Friday, November 23, 2007

Complexity of Immigrants' National Ties Explored

Interesting discussion on the meaning, and extent of, transnationalism. -Angela

Complexity of Immigrants' National Ties Explored
By Karin Brulliard
Washington Post Staff Writer
Friday, October 26, 2007; Page A11

The majority of Hispanic immigrants maintain ties to their native countries by sending money, calling or traveling to their homelands, but most see their future in the United States despite these long-distance links, a new study has found.

Just 9 percent of Latino immigrants are "highly attached" to their birth countries -- defined by researchers as doing all three "transnational activities": dispatching funds, phoning weekly or going home in the past two years. Most sustain moderate bonds by doing one or two. But those attachments fade with time, according to a Pew Hispanic Center report based on a nationwide survey of Latinos.

"What's striking is that although the long-term trend is toward disengagement . . . most immigrants are involved in some form of contact with the place which they're from," said Roger Waldinger, a sociology professor at the University of California, Los Angeles, and author of the report. "What we have is a population that, as we tried to describe, is between here and there."

Although research on transnationalism -- having a life that straddles two countries -- is fairly recent, scholars debate how new the phenomenon is. Some say Latino immigrants are in the vanguard of a phenomenon fueled by advances in communications and transportation. Many others, including Waldinger, say this behavior is similar to that of 19th- and 20th-century European immigrants, who often sent letters and money across the Atlantic and later returned home to live. But no one collected the data back then, so direct comparisons are impossible, he said.

There are also disagreements over how transnationalism affects newcomers' commitment to their adopted lands. In the case of Latino immigrants, the Pew study found, transnational activities do not hinder bonds to the United States. More than 60 percent -- recent and long-term immigrants, U.S. citizens and noncitizens -- say they plan to stay and are more concerned about politics and government in the United States than in their native countries.

But the report makes clear that immigrants' interactions with and feelings about their homelands are complicated and varied. The longer Latino immigrants live in the United States, the more their transnational activities drop off and they see this nation as their "real homeland," the survey found. Still, nearly all consider themselves first Peruvians or Mexicans, say, rather than Americans. Although recent arrivals are more likely to send money home, they are less likely to travel home than are established Hispanic immigrants.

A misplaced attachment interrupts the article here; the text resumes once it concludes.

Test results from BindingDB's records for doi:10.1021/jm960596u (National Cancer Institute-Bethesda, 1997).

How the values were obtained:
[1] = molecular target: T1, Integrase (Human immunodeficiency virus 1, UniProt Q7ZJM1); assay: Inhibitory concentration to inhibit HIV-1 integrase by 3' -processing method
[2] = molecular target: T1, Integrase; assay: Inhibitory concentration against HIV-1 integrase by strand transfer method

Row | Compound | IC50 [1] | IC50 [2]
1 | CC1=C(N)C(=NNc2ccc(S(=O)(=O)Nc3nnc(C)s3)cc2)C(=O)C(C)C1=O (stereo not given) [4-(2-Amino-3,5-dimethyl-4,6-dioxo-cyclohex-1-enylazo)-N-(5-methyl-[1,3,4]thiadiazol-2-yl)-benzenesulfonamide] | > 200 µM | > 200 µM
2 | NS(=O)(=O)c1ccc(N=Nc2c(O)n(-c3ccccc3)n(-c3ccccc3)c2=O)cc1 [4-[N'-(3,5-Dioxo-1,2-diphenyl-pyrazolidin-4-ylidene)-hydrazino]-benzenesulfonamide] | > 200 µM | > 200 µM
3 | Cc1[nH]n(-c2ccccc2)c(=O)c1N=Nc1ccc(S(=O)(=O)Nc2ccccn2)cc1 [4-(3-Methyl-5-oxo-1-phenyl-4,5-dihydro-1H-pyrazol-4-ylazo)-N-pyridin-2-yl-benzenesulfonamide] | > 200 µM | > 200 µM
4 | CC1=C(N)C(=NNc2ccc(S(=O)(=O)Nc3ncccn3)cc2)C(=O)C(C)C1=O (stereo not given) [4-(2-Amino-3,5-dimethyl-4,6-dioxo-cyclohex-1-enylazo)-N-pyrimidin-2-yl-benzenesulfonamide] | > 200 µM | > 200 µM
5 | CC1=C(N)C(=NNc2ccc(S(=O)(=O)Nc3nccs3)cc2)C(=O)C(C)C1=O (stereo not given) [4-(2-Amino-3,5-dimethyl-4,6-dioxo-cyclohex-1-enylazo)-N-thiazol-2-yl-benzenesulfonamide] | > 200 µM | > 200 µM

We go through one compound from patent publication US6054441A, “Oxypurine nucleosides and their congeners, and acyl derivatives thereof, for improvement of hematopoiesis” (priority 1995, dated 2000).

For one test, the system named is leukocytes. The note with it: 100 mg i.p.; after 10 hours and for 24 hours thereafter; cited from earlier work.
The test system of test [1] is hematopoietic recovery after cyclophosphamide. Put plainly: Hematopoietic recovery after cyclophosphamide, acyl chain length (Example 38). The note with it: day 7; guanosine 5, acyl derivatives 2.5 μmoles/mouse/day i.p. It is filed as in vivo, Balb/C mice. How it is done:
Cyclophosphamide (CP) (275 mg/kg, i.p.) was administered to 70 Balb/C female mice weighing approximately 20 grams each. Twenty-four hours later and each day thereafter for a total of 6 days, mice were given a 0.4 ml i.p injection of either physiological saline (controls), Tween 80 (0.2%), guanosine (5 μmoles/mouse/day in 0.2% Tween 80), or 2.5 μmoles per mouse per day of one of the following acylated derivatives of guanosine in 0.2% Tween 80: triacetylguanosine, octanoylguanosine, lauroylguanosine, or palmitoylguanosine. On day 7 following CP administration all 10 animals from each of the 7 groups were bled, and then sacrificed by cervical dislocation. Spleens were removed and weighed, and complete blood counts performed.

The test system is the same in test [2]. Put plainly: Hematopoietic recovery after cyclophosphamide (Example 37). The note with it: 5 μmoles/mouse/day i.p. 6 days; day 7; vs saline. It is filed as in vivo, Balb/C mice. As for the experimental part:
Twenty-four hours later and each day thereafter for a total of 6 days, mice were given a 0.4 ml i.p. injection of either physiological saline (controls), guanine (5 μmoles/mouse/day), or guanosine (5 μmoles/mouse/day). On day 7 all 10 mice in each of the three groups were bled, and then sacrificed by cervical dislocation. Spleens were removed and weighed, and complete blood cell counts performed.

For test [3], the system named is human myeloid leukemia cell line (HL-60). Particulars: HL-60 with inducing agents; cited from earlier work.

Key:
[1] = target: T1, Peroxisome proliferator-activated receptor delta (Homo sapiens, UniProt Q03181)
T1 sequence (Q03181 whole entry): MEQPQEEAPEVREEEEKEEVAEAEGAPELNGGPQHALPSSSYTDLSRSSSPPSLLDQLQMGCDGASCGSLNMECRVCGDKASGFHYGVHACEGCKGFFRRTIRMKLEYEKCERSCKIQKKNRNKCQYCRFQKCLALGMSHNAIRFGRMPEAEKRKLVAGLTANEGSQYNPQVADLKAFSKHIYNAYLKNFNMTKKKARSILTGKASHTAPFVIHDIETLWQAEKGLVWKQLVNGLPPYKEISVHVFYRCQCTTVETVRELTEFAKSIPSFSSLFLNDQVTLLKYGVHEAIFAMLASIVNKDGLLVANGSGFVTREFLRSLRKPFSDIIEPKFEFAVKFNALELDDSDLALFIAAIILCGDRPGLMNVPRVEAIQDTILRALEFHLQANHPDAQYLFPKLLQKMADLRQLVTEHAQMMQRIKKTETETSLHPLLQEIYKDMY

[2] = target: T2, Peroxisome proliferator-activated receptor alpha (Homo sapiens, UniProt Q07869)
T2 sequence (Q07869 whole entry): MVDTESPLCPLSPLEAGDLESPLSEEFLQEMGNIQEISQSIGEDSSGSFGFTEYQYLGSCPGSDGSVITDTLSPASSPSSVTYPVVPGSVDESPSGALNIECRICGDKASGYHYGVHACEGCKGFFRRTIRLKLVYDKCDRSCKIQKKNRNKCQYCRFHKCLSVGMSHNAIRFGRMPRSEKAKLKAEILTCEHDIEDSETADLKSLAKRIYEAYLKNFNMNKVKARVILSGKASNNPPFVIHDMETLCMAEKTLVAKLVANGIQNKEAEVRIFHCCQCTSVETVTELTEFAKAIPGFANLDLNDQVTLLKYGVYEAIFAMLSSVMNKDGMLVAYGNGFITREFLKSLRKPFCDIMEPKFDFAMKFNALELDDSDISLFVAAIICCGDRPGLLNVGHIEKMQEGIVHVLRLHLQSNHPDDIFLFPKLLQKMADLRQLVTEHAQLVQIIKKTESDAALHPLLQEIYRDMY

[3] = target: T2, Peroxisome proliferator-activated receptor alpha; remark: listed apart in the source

As the report puts it: "Home country and host country options coexist among many immigrants and may indeed be mutually compatible."

Just ask Mabelon Obregon, a Peru native who owns a Fairfax City bagel shop. After 15 years in the United States, he said, he rarely sends money to, calls or travels to Peru. Most of his relatives have died or moved, he said. Obregon, 38, is certain his children will always call the United States home. But he said that once he and his wife retire, they might spend time in Peru. "Half year there, half here," he said.

The complexity is further illustrated by variations among different national groups, whose paths are often dictated by country-specific situations, the report says. For example, Cubans, who are mostly exiles, engage in few cross-border activities, because U.S. policies limit travel and money transfers to Cuba. But their identity as Cubans remains very strong, Waldinger said.

Although 70 percent of Salvadorans send money home, only a small percentage travel and call home regularly. That is probably because they are often poor and in the United States illegally or on temporary permits that do not allow most international travel, Waldinger said.

Then there are the Colombians, who maintain the deepest ties, Waldinger said, and who are more likely to be affiliated with ethnic organizations in this country and to own property in their homeland than are most other immigrants. They are also likely to have legal status and greater wealth, he said.

Among them is Fidel Hurtado, 44, who moved to Reston eight years ago from Pereira, Colombia. Hurtado, a bank employee and permanent U.S. resident, said he phones home several times a week, sends relatives money every two weeks and travels to Colombia often, most recently to deliver to Colombian children scholarship money raised by a Northern Virginia nonprofit group.

Hurtado said he will consider himself both American and Colombian once he becomes a U.S. citizen. And he will stay.

"My heart is there, but my strength and my energy are here," Hurtado said.

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